Ettinger waited expectantly for prominent scientists or physicians to come to the same conclusion he had, and to take a position of public advocacy. By 1960, Ettinger finally made the scientific case for the idea, which had always been in the back of his mind. Ettinger was 42 years old and said he was increasingly aware of his own mortality. In what has been characterized as an historically important mid-life crisis, Ettinger summarized the idea of cryonics in a few pages, with the emphasis on life insurance, and sent this to approximately 200 people whom he selected from Who's Who in America.

The response was very small, and it was clear that a much longer exposition was needed - mostly to counter cultural bias. Ettinger correctly saw that people, even the intellectually, financially and socially distinguished, would have to be educated into understanding his belief that dying is usually gradual and could be a reversible process, and that freezing damage is so limited (even though fatal by present criteria) that its reversibility demands relatively little in future progress. Ettinger soon made an even more troubling discovery, principally that "a great many people have to be coaxed into admitting that life is better than death, healthy is better than sick, smart is better than stupid, and immortality might be worth the trouble!"

In 1962, Ettinger privately published a preliminary version of The Prospect of Immortality, in which he said that future technological advances could be used to bring people back to life. This finally attracted attention of a major publisher, which sent a copy to Isaac Asimov; Asimov said that the science behind cryonics was sound, and the manuscript was approved for a 1964 Doubleday hardcover and various subsequent editions which launched cryonics. The book became a selection of the Book of the Month Club and was published in nine languages.

Ettinger became an "overnight" media celebrity, discussed in The New York Times, Time, Newsweek, Paris Match, Der Spiegel, Christian Century, and dozens of other periodicals. He appeared on television with David Frost, Johnny Carson, Steve Allen, and others. Ettinger also spoke on radio programs coast-to-coast to promote the idea of human cryopreservation.

Since the commercial publication of The Prospect of Immortality, all those active in cryonics today can trace their involvement, directly or indirectly, to the publication of one or both of Ettinger's books While Ettinger was the first, most articulate, and most scientifically credible person to argue the idea of cryonics, he was not the only one. In 1962, Evan Cooper had authored a manuscript entitled Immortality: Scientifically, Physically, Now under the pseudonym Nathan Duhring. Cooper's book contained the same argument as did Ettinger's, but it lacked both scientific and technical rigor and was not of publication quality .

Following publication of The Prospect of Immortality, Ettinger again waited for prominent scientists, industrialists, or others in authority to see the wisdom of his idea and begin implementing it. By contrast, Cooper was an activist and must be credited with forming the first cryonics organization (although the word "cryonics" was not to be coined until 1965) the Life Extension Society (LES). LES advocated immediate action to implement human cryopreservation and established a nationwide network of chapters and coordinators to develop a grassroots capability for delivering cryopreservation on an emergent basis. Cooper left cryonics activism in 1969, and was lost at sea in 1983. But his activities with LES provided the basis for the formation of the first Cryonics Societies.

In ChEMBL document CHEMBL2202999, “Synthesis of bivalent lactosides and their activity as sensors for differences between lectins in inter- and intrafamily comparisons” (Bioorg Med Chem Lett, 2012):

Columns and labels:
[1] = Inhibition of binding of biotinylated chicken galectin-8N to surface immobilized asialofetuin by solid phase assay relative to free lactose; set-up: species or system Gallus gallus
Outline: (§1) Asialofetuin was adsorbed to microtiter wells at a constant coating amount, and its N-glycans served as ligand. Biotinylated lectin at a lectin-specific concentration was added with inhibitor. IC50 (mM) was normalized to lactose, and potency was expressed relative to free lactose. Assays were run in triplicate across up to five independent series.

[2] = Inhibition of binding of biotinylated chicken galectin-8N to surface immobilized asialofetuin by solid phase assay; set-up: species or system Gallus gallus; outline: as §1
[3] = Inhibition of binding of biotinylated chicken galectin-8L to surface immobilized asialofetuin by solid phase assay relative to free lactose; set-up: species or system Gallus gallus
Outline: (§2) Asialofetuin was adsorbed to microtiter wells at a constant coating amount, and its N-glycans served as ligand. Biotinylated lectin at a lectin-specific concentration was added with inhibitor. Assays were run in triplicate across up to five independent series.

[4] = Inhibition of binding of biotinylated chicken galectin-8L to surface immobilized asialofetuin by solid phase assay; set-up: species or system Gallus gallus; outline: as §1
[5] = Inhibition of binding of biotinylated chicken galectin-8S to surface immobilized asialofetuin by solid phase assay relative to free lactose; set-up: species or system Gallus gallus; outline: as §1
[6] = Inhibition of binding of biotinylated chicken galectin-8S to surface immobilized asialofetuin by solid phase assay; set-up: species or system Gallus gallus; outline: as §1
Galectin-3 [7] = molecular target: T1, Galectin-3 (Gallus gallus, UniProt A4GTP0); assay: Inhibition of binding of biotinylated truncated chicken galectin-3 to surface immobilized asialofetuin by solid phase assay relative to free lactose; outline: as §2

In 1966 the Cryonics Societies of California and Michigan were formed. Ettinger was elected President of the Cryonics Society of Michigan (CSM). In 1970s CSM was transformed under the direction of Ettinger into the Cryonics Institute (CI) and the Immortalist Society (IS). In 1977, Ettinger's mother, Rhea Ettinger, became CI's first patient. Ettinger was President of both CI and IS until 2003.

From 1964 until circa 1990 the growth of the cryonics movement was slow. During this period cryonicists suffered from lack of consistent or quality professional medical, legal, philosophical, business or financial support. Admission of interest in, or advocacy of cryopreservation, uniformly resulted in reactions of revulsion, ridicule, or both. Media and public perception were consistently negative.

This external pressure was exacerbated by the anxiety and fear felt as cryonicists experienced the death of cohorts and loved ones and were, of necessity, forced to provide whatever level of care they could manage on a more or less mutual aid basis. Cryonics, contrary to public perception at this time, was (and still is) a middle class undertaking, and the resources available were those of mortuary personnel and equipment and procedures which cryonicists were able to construct and devise themselves. An additional worry was the uncertain legal status of cryonics and the ever present possibility of governmental interdiction.

The growth of the internet has made a crucial difference to the spread of cryonics as an idea, which, despite much media coverage, seems to be mainly dependent upon personal contact and personal investigation.

Ettinger died in suburban Detroit on July 23, 2011 at his home in Clinton Township, Michigan. He was 92. The cause was respiratory failure. After several days of preparation, Ettinger's body was frozen, placed in a cryonic capsule, and cooled to −196 ?C (−320.8 ?F). Ettinger was the institute's 106th patient.